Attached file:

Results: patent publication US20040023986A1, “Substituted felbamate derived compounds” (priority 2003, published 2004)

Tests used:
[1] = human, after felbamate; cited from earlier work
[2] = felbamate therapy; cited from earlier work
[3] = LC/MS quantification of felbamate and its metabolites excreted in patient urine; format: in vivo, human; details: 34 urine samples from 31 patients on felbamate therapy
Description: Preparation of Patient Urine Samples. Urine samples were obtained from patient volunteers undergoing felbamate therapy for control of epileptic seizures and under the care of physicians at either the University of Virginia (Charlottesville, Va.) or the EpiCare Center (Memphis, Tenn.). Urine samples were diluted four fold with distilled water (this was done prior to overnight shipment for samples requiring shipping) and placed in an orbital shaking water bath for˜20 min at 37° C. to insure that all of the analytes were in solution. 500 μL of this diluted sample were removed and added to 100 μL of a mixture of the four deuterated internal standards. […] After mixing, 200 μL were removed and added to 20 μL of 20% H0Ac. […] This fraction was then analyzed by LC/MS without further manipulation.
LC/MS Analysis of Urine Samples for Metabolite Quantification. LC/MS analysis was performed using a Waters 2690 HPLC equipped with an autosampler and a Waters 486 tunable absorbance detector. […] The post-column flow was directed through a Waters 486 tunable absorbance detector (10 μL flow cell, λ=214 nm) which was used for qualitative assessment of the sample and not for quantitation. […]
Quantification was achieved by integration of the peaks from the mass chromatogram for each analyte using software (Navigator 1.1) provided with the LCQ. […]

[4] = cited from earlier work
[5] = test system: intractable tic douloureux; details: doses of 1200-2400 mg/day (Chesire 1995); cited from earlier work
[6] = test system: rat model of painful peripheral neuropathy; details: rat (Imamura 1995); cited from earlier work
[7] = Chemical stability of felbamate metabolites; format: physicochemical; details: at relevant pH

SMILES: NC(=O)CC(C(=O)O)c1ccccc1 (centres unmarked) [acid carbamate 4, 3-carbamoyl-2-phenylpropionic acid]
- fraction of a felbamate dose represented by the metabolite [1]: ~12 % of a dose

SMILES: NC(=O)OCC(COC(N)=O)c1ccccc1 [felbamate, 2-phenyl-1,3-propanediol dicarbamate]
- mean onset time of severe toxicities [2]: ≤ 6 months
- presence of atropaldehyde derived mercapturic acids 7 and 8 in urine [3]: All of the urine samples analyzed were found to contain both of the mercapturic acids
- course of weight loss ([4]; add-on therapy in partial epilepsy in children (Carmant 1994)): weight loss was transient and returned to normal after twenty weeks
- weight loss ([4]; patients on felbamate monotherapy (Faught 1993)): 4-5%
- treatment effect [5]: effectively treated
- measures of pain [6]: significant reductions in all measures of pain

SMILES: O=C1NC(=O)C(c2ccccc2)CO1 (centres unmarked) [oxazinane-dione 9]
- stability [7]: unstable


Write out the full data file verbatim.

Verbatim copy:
Results: patent publication US20040023986A1, “Substituted felbamate derived compounds” (priority 2003, published 2004)

Tests used:
[1] = human, after felbamate; cited from earlier work
[2] = felbamate therapy; cited from earlier work
[3] = LC/MS quantification of felbamate and its metabolites excreted in patient urine; format: in vivo, human; details: 34 urine samples from 31 patients on felbamate therapy
Description: Preparation of Patient Urine Samples. Urine samples were obtained from patient volunteers undergoing felbamate therapy for control of epileptic seizures and under the care of physicians at either the University of Virginia (Charlottesville, Va.) or the EpiCare Center (Memphis, Tenn.). Urine samples were diluted four fold with distilled water (this was done prior to overnight shipment for samples requiring shipping) and placed in an orbital shaking water bath for˜20 min at 37° C. to insure that all of the analytes were in solution. 500 μL of this diluted sample were removed and added to 100 μL of a mixture of the four deuterated internal standards. […] After mixing, 200 μL were removed and added to 20 μL of 20% H0Ac. […] This fraction was then analyzed by LC/MS without further manipulation.
LC/MS Analysis of Urine Samples for Metabolite Quantification. LC/MS analysis was performed using a Waters 2690 HPLC equipped with an autosampler and a Waters 486 tunable absorbance detector. […] The post-column flow was directed through a Waters 486 tunable absorbance detector (10 μL flow cell, λ=214 nm) which was used for qualitative assessment of the sample and not for quantitation. […]
Quantification was achieved by integration of the peaks from the mass chromatogram for each analyte using software (Navigator 1.1) provided with the LCQ. […]

[4] = cited from earlier work
[5] = test system: intractable tic douloureux; details: doses of 1200-2400 mg/day (Chesire 1995); cited from earlier work
[6] = test system: rat model of painful peripheral neuropathy; details: rat (Imamura 1995); cited from earlier work
[7] = Chemical stability of felbamate metabolites; format: physicochemical; details: at relevant pH

SMILES: NC(=O)CC(C(=O)O)c1ccccc1 (centres unmarked) [acid carbamate 4, 3-carbamoyl-2-phenylpropionic acid]
- fraction of a felbamate dose represented by the metabolite [1]: ~12 % of a dose

SMILES: NC(=O)OCC(COC(N)=O)c1ccccc1 [felbamate, 2-phenyl-1,3-propanediol dicarbamate]
- mean onset time of severe toxicities [2]: ≤ 6 months
- presence of atropaldehyde derived mercapturic acids 7 and 8 in urine [3]: All of the urine samples analyzed were found to contain both of the mercapturic acids
- course of weight loss ([4]; add-on therapy in partial epilepsy in children (Carmant 1994)): weight loss was transient and returned to normal after twenty weeks
- weight loss ([4]; patients on felbamate monotherapy (Faught 1993)): 4-5%
- treatment effect [5]: effectively treated
- measures of pain [6]: significant reductions in all measures of pain

SMILES: O=C1NC(=O)C(c2ccccc2)CO1 (centres unmarked) [oxazinane-dione 9]
- stability [7]: unstable